is the word to describe veteran guitarist Harold Ray Bradley. In December
1990, Bradley was elected President of the 3,500 member Nashville Association
of Musicians Local 257 of the American Federation of Musicians. A Life
Member, Bradley has been active in the Nashville Local for many years.
Harold Bradley was the first president of NARAS' Nashville chapter and continues as a member of the Grammy organization's Board of Governors. In December 1991, Harold Bradley marks his 45th year as a studio musician. He was part of the original "A Team" of Nashville superpickers, one of those John Sebastian immortalized in his song "Nashville Cats." Harold Bradley can be heard on some of Elvis Presley's records and movie soundtracks as well as those of such entertainers as Perry Como, Joan Baez, Buddy Holly, Ivory Joe Hunter, Pee Wee King, George Morgan, Hank Williams, Burl Ives, Henry Mancini, Connie Francis, George Beverly Shea, Hank Snow, Jim Reeves, Charley Pride, Leon Russell, The Everly Brothers, Gene Watson, Marty Robbins, Freddie Hart, Conway Twitty and Roy Clark.
He's played on such classic cuts as Red Foley's "Chattanoogie Shoe Shine Boy," Ray Anthony's "Do the Hokey Pokey," Bobby Helms' "Jingle Bell Rock," Brenda Lee's "I'm Sorry," Roy Orbison's "Only the Lonely," Patsy Cline's "Crazy," Johnny Horton's "Battle of Now Orleans," Jimmy Dean's "Big Bad John," Roger Miller's "King of the Road," Jeannie C. Riley's "Harper Valley PTA." Tammy Wynette's "Stand By Your Man," Eddy Arnold's "Make the World Go Away," Loretta Lynn's "Coal Miner's Daughter," The Everly Brothers' "Ebony Eyes" and John Anderson's "Swinging'."
Harold Bradley can boast a trio of his own albums on the Columbia label "Misty Guitar," "The Bossa Nova Goes to Nashville" and "Guitar For Lovers Only." His musical input can be heard, too, on such other LP's as the Bear Family's ambitious four-compact disc set 'Webb Pierce, The Wandering Boy, 1951-1958," and Alan Jackson's recent "Here In the Real World" for Arista.
Bradley was born Jan. 2, 1926, in Nashville. His older brother, Owen (a member of the Country Music Hall of Fame), was a strong early musical influence. Although Owen Bradley had earned his spurs as a pianist, Harold Bradley was at first fascinated by the banjo. Instead, taking big brother's advice, he began learning to play the guitar. His idols then were Charlie Christian and George Barnes. While still a teenager, Harold landed a much-coveted band spot with legendary Ernest Tubb in 1943. After high school graduation, Bradley joined the Navy.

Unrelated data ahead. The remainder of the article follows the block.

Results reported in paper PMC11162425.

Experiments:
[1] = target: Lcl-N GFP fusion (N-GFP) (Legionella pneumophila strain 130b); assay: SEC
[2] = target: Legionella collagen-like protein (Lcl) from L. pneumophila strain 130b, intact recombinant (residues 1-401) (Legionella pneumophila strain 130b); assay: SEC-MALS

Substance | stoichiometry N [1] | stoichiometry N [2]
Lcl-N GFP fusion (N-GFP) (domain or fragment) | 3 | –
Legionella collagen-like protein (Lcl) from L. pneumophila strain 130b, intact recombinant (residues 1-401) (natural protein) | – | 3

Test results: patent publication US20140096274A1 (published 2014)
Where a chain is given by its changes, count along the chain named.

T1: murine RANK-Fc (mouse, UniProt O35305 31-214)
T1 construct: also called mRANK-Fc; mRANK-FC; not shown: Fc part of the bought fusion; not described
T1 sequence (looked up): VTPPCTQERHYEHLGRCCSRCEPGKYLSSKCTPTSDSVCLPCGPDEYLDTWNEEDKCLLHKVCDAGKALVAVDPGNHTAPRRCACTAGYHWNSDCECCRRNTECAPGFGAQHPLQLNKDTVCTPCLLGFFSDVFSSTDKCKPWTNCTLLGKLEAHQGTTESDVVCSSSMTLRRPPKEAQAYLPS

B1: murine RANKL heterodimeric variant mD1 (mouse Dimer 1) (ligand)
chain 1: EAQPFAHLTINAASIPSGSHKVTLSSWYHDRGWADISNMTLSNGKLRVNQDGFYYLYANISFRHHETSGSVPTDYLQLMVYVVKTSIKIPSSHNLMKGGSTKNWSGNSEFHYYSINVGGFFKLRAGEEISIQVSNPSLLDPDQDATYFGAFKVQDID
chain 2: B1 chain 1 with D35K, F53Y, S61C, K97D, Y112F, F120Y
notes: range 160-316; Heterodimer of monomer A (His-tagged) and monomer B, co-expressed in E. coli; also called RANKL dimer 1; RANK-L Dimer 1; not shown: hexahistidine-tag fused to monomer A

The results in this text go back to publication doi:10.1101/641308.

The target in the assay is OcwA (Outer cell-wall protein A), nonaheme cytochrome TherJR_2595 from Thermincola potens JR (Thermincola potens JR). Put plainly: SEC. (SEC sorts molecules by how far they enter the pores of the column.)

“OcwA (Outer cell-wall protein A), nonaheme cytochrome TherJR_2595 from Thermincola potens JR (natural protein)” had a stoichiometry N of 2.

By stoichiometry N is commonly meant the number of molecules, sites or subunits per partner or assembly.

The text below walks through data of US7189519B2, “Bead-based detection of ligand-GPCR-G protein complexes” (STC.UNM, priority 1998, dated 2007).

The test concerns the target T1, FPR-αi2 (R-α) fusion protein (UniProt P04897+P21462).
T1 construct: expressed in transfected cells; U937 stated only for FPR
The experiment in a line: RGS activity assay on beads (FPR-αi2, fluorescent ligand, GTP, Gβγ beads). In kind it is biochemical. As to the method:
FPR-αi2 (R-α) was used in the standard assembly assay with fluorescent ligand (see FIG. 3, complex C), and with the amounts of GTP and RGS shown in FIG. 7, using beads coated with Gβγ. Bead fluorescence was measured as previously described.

Upon his discharge in 1946, he studied at George Peabody College under the GI Bill. To enhance his income, however, Harold played on the Opry with Eddy Arnold and Bradley Kincaid. His first recording session was Dec. 17, 1946, with Pee Wee King and the Golden West Cowboys in Chicago. Two King songs on which Bradley's contribution was notable are "Texas Toni Lee" and "Tennessee Central Number Nine."
Harold Bradley is one of 12 musicians inducted into the Studio Musicians Hall of Fame at RCA's Studio 8, now a museum operated by the Country Music Foundation. Harold Bradley also won the National Academy of Recording Arts & Sciences' "Superpicker" Award from 1974 through 1979. Who's Who In Country Music listed Harold Bradley on its Most Valuable Player polls in 1977, '78 and '79. He was also among the Billboard Top 10 Most Promising Artists in 1964.
Bradley's credits also include co-producing 39 filmed 30 minute variety shows titled "Country Style, USA,- with Owen Bradley." Featured for this late 1950's TV series were many stars at The Grand Ole Opry. In addition, Bradley was music director for the Public Broadcasting Service (PBS) fund-raising telethon, "Legends of Country Music," in 1985.
Artists Harold Bradley has represented or produced personally include Byron and Slim Whitman, Billy Chinnock, Eddy Arnold and new Irish singer Sandy Kelly.
Among the cinematic soundtracks boasting Bradley's touch are ''Kissin' Cousins," "Clambake," "Stay Away Joe," "The Fastest Guitar Alive," "Sugarland Express," "A Walk In the Spring Rain," "Tick, Tick, Tick,""Breathless," "Smokey & The Bandit II," "Coal Miner's Daughter," "Six-pack," "Missing" and "Sweet Dreams. Bradley also appeared briefly In Robert Altman's award-winning movie "Nashville."